Weekly Science Picks
Bob Dylan and the curse of self-plagiarism. Disclaimer: this weeks theme largely relates to Bob Dylan. Up first — here comes a story of a Hurricane!
“In the western hemisphere, hurricanes are all rated on the Saffir-Simpson scale, an empirical measure of storm intensity devised in 1971 by civil-engineer Herbert Saffir and meteorologist Bob Simpson. To compute a storm’s category rating, you have to measure the highest speed sustained by a gust of wind for an entire minute. The wind’s speed is measured at a height of 10 meters because wind speeds increase as you climb higher, and it is here that they do the most damage. Based on how large this maximum speed is, a storm is assigned to one of five different categories.”
Being halloween this week, there were numerous posts on the intersection of science and horror — generally, relating to zombies and the prophesied zombie apocalypse. But by far my favourite finding this week was the Science Chamber of Horrors — presenting the freakiest and most terrifying aspects of science, scientists, and nature. Observe…
“Ffirth made numerous attempts to inoculate himself by depositing fresh black vomit and blood obtained from patients in the early stages of the disease into incisions made in his arms and legs. Besides numerous other experiments he inserted four drops of such serum into an incision in his leg. One must read this interesting treatise in order to appreciate fully the determination of the investigator, who administered black vomit to animals, injected it into his own circulation, and deposited it in his own tissues. He inhaled the fumes of six ounces of this material which he heated over a sand-bath in a small room; the residue he made into pills and swallowed. Failing in this, he further tried to inoculate himself with blood serum, saliva, perspiration, bile, and urine, and finally concluded that yellow fever was neither infectious nor contagious.
I took half an ounce of the black vomit immediately after it was ejected from a patient, and diluting it with an ounce and a half of water, swallowed it; the taste was very slightly acid; as I felt no mental anxiety or uneasiness, I could attend particularly to my sensations. It neither produced nausea or pain; my pulse, which was beating seventy-six in a minute, moderately strong and full, was not altered either in force or frequency: In fine, no more effect was produced than if I had taken water alone.”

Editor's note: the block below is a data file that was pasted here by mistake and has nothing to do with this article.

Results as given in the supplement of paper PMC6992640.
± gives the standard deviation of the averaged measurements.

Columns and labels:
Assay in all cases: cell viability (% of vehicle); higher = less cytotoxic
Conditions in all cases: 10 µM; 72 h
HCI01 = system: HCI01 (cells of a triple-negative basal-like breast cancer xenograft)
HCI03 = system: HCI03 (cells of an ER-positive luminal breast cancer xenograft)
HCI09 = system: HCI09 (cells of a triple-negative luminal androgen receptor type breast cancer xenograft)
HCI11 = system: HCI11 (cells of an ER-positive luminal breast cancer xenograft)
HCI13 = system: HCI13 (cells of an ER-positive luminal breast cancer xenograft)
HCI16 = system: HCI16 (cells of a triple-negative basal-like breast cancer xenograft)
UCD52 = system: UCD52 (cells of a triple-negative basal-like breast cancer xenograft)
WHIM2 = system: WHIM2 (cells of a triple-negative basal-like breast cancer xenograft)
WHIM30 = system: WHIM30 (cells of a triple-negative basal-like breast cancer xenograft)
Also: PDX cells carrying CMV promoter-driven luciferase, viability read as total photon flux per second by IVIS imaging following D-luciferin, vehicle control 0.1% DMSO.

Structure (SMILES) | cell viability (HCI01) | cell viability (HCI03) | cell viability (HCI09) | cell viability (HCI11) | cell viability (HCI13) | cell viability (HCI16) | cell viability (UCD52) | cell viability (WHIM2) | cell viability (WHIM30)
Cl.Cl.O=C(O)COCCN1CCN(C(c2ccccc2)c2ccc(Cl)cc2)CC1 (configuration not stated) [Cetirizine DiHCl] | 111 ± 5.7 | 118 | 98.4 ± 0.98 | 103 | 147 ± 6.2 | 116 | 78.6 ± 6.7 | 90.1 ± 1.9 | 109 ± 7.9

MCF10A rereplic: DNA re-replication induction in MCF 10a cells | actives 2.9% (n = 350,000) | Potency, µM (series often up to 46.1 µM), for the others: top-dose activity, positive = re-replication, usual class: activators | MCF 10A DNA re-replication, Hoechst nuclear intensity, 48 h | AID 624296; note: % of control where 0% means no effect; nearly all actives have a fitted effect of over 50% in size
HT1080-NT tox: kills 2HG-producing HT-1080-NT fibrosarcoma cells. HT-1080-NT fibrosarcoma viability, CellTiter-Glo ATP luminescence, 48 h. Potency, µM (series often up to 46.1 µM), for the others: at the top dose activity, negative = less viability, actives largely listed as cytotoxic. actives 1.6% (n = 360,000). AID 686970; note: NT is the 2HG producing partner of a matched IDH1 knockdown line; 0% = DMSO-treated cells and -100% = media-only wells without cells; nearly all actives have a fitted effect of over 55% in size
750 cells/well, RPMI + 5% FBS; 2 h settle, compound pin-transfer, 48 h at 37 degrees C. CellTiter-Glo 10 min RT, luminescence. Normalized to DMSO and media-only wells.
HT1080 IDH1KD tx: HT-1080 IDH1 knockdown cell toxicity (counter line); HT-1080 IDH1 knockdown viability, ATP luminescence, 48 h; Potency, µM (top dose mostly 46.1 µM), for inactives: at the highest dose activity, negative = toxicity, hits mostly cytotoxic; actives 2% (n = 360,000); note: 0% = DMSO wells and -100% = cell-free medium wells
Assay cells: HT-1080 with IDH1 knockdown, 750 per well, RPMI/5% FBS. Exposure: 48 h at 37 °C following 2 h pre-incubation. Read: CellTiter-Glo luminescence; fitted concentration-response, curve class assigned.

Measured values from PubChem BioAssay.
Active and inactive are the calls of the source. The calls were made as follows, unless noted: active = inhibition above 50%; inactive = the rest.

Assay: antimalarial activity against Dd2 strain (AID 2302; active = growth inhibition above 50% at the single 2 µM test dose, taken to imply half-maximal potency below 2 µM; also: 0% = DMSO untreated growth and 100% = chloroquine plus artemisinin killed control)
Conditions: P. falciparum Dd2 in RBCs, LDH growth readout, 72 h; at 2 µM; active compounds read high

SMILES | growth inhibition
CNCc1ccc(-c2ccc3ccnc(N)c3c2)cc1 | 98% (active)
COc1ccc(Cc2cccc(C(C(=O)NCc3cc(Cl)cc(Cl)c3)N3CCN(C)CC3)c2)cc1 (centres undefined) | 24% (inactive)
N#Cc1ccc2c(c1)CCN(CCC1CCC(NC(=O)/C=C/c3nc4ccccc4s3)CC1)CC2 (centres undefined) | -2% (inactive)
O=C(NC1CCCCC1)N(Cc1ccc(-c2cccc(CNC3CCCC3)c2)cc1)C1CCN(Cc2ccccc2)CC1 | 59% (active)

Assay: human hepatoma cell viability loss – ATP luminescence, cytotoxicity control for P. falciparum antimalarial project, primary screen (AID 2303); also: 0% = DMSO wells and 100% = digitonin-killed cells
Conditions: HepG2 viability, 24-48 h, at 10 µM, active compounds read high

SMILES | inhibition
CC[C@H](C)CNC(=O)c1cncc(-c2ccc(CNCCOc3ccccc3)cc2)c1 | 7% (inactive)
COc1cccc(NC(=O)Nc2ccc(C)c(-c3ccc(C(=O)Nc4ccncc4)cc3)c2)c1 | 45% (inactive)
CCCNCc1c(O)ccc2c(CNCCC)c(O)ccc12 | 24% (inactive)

“Siebert started studying the science of memory and second-language acquisition and found two concepts that went hand in hand to make learning easier: selective learning and spaced repetition. With selective learning, you spend more time on the things you don’t know, rather than on the things you already do.”
And finally, according to Wikipedia “Joni Mitchell described Dylan as a “plagiarist” and his voice as “fake” in a 2010 interview in the Los Angeles Times, in response to a suggestion that she and Dylan were similar since they had both changed their birthnames. Mitchell’s comment led to discussions of Dylan’s use of other people’s material, both supporting and criticizing Dylan.”
I only mention this so as to bring us full circle to Jonah Lehrer — recently disgraced writer. Carl Zimmer’s blog post sets out the situation quite nicely.
“In June, a writer named Jonah Lehrer got busted for recycling material on a blog at the New Yorker. Lehrer, who specialized in writing about the brain, had been writing a blog called The Frontal Cortex for six years at that point; having just been appointed a staff writer at the New Yorker, he moved it to their web site, where he promptly cut and pasted material from old posts, as well as from magazine and newspaper pieces.”
Carl Zimmer is quoted and interviewed for a long New York mag piece. It seems Lehrer’s gravest charge is not only self-plagiarisation, but also attributing quotes to Dylan that he simply invented or distorted.
“A month ago, when Lehrer’s self-plagiarism scandal emerged, some supporters argued that it was simply the misstep of a young journalist. But making up sources, deceiving a fellow journalist, and offering accounts of films you have never seen and emails never exchanged, is, to crib Bob Dylan, on a whole other level.”
Out of the whole debacle is the realisation that not many people like to admit to or be up front about. That science is complicated. It’s hard. And those of us that try and communicate it should find some way of glorifying such complexity rather than presenting the perfectly solved Rubik’s cube. Over to you Carl…
“I put it to Kachka in a similar way, referring to writers like Lehrer: “They find some research that seems to tell a compelling story and want to make that the lesson. But the fact is that science is usually a big old mess.””
And that, dear readers, is the moral of the story. Until next time…